Friday and Saturday 3–4 August / Days 5 and 6
120 books given away in six days.
Twice I’ve been asked to leave the esplanade by beach control, the result of local bureaucracy and a break-down in communication. After several discussions about where I’m allowed to be, I was finally told that I can be considered a busker and set up only in specially designated areas for street performers—Jubilee Clock, Hope Square, the train station and St. Mary’s Church. The irony is that this project about giving and free exchange can only be accepted into the community by mapping it back onto the familiar structure of performing for money.
I won’t pretend that this trip is easy. The performative aspect is exhausting in many ways (emotionally, physically, socially). Each time I give a book to someone there’s some kind of exchange of energy—an explanation, an acknowledgement, a conversation. In the case of beach control—confrontation.
Some of the encounters are turning into relationships—casual, public bonds, but still.
And I find myself monitoring everyone in the bakery, even if they’re not interacting with the Weymouths box. When someone does engage, they tell me stories, frequently triggered by things they see in the books. Sally said I’m sort of acting like a therapist for the town—listening to stories, associations, ideas. It’s endlessly satisfying, but draining.
Sally mentioned the phrase “live art” today. This resonates with me, as does the idea that the work is site-specific and depends on my presence and direct engagement with an audience—in this case, an entire town. Of course I think of The Artist Is Present, and while I don’t dare compare Weymouths to Marina Abramovic’s super-human feats at MoMA, both works are durational and I find myself thinking about her a lot here. What she had to give to pull that off. What she endured, how she survived (and what I’m doing here, without any training). At least once a day I think: I’m crazy. No one cares about this. Why am I bothering? Those feelings are drowned out by others (and by lots of positive feedback) so I keep going, but doubt lingers everywhere in the acting out of this work.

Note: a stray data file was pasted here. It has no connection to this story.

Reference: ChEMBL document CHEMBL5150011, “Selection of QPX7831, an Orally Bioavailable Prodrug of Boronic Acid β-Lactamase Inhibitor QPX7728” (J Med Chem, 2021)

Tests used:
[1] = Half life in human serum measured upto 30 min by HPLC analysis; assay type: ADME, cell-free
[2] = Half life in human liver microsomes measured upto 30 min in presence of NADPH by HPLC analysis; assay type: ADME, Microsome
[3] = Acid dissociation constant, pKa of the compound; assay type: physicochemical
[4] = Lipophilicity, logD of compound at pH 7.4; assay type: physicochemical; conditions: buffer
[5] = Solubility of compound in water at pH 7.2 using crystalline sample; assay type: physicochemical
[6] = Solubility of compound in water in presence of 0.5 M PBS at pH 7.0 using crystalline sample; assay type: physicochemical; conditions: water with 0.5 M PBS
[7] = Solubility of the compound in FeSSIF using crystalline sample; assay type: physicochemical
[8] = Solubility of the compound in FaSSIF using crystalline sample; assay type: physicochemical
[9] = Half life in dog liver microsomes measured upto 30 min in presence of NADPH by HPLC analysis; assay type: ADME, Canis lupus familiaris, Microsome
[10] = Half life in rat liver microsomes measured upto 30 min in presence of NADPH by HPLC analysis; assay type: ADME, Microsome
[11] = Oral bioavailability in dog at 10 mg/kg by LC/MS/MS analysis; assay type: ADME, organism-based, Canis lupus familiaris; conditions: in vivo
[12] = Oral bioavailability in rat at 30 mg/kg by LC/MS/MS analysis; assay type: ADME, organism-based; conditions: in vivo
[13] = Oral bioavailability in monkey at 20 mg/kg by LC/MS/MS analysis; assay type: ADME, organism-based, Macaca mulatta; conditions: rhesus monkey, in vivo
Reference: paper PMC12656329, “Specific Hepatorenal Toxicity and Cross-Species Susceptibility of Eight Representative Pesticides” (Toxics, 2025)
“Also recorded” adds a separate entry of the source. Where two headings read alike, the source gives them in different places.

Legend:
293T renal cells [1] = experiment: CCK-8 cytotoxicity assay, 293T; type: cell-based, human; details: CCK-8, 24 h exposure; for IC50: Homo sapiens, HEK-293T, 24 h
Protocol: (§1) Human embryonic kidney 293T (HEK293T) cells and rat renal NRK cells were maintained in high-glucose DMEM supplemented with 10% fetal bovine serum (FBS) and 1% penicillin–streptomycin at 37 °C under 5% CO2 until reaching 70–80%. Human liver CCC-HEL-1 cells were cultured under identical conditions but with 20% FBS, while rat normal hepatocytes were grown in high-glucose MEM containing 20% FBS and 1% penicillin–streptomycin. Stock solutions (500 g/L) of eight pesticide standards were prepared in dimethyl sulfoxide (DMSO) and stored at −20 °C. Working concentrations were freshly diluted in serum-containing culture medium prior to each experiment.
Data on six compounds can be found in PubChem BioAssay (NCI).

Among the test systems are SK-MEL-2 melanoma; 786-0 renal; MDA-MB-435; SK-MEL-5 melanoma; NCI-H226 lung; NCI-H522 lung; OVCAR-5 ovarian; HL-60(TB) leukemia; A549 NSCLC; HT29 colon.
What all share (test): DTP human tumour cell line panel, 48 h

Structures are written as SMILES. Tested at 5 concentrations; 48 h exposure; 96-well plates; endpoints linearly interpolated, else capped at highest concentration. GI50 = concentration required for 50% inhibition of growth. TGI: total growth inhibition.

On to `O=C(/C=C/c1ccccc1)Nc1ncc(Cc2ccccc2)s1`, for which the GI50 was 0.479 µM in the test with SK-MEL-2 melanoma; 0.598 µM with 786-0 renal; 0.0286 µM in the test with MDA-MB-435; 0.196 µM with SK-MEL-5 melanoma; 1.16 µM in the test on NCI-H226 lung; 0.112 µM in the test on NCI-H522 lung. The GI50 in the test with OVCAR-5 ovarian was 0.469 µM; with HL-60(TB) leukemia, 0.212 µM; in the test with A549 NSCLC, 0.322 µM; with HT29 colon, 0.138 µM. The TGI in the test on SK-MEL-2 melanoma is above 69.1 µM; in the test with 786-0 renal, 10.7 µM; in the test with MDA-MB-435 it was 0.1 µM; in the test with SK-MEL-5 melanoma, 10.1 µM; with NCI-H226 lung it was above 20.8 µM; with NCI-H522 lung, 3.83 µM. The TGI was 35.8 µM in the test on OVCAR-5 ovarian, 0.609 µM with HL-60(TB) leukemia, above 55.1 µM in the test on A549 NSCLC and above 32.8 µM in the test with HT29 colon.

I’ve never done anything like this before.
Dynamical instability is as fundamental a physical process as simple harmonic motion.
I’ve had a few encounters with Geoffrey Bath, the town astrophysicist, whose reaction to the work has been immense. Something happened yesterday. I found him sitting with his morning pint and a cigarette in Hope Square, and gave him two copies of volume five. After thanking me profusely and telling me how he would give the second one as a gift to someone at dinner tonight, we somehow got into a conversation about Geoffrey’s theory of dynamical instability (published by the Royal Astronomical Society in 2004).
He started to explain it, and then I asked him to draw it. He sketched a simple experiment involving a glass of water, an elastic band and a tube. All that’s needed is a light touch to set the glass of water in motion. Geoffrey says that this particular dynamic doesn’t happen naturally anywhere on earth. But then he pointed up and smiled, and laughed. It happens all the time up there, he says—cataclysmic cosmic events. His theory explains the explosions of white dwarfs.
I love Geoffrey’s theory of dynamical instability, even though I don’t understand it. I love that these fifteen minutes he shared with me feel like they’re at the heart of the work. I’ve thought about why for a full day now. It has something to do with the banality of the everyday (the morning pint, the cigarette, the tourists in Hope Square) juxtaposed with larger things. An older man’s need to be heard. Deeper structures that are revealed at a picnic table, on cobble stones, at a pub. Someone opens a hole in the skin of a small town to reveal matter, time and light. Something about what we’re all made of, and the smallness I feel while contemplating an exploding star.
Exchange of energy.
It’s something I tried to do in Weymouths. It’s why there’s a narrative in the work, from banality to poetry, from present to past to time itself.
Daphne thanked me for creating a social networking project.
Weymouths Volume Six: Burial / Extinguished by purchase.
Too windy for the book blanket.
Pete found two women from Weymouth, MA!
A visit from Stephen Banks of Bridport.